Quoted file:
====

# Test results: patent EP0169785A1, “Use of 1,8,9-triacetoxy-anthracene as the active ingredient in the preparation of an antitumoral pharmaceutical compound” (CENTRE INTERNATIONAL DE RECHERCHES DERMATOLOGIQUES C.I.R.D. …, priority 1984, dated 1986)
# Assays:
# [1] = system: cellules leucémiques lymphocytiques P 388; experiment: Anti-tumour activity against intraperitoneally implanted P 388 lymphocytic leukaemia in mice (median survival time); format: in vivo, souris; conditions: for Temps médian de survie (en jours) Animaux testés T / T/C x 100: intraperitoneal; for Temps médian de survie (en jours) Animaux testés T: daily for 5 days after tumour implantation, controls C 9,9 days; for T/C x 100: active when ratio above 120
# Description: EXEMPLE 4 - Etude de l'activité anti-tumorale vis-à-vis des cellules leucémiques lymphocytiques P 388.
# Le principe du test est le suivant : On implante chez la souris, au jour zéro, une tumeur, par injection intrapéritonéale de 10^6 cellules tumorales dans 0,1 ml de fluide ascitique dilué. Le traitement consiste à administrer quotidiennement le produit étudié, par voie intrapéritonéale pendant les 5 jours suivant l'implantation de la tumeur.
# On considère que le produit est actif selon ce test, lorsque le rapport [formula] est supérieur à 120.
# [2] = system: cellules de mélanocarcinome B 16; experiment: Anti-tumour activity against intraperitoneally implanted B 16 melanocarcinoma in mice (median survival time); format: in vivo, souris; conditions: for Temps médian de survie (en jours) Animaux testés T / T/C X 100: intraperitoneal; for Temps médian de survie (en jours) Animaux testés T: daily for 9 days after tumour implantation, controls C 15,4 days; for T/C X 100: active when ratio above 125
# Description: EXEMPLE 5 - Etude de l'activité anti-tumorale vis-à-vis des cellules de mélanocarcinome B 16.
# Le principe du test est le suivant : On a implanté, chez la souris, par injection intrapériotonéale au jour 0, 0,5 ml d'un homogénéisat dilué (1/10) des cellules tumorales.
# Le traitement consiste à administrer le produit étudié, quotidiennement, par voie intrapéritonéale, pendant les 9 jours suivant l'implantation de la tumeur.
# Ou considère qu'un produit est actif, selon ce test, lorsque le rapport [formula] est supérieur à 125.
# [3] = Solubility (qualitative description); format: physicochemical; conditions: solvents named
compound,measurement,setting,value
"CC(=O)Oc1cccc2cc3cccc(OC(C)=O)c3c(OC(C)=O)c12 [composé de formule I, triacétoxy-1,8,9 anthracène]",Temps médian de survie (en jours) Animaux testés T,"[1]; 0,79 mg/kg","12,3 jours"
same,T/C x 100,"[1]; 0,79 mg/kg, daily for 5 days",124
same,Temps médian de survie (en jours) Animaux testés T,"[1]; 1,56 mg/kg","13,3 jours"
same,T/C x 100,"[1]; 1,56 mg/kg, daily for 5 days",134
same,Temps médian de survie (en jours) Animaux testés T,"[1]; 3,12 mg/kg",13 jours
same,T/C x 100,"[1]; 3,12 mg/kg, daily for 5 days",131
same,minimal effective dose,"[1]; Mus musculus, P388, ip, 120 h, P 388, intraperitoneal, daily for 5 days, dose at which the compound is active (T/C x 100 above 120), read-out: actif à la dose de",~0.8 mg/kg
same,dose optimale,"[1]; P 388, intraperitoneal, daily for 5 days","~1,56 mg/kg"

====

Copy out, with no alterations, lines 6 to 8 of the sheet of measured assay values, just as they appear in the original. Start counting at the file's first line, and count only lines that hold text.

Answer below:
# On considère que le produit est actif selon ce test, lorsque le rapport [formula] est supérieur à 120.
# [2] = system: cellules de mélanocarcinome B 16; experiment: Anti-tumour activity against intraperitoneally implanted B 16 melanocarcinoma in mice (median survival time); format: in vivo, souris; conditions: for Temps médian de survie (en jours) Animaux testés T / T/C X 100: intraperitoneal; for Temps médian de survie (en jours) Animaux testés T: daily for 9 days after tumour implantation, controls C 15,4 days; for T/C X 100: active when ratio above 125
# Description: EXEMPLE 5 - Etude de l'activité anti-tumorale vis-à-vis des cellules de mélanocarcinome B 16.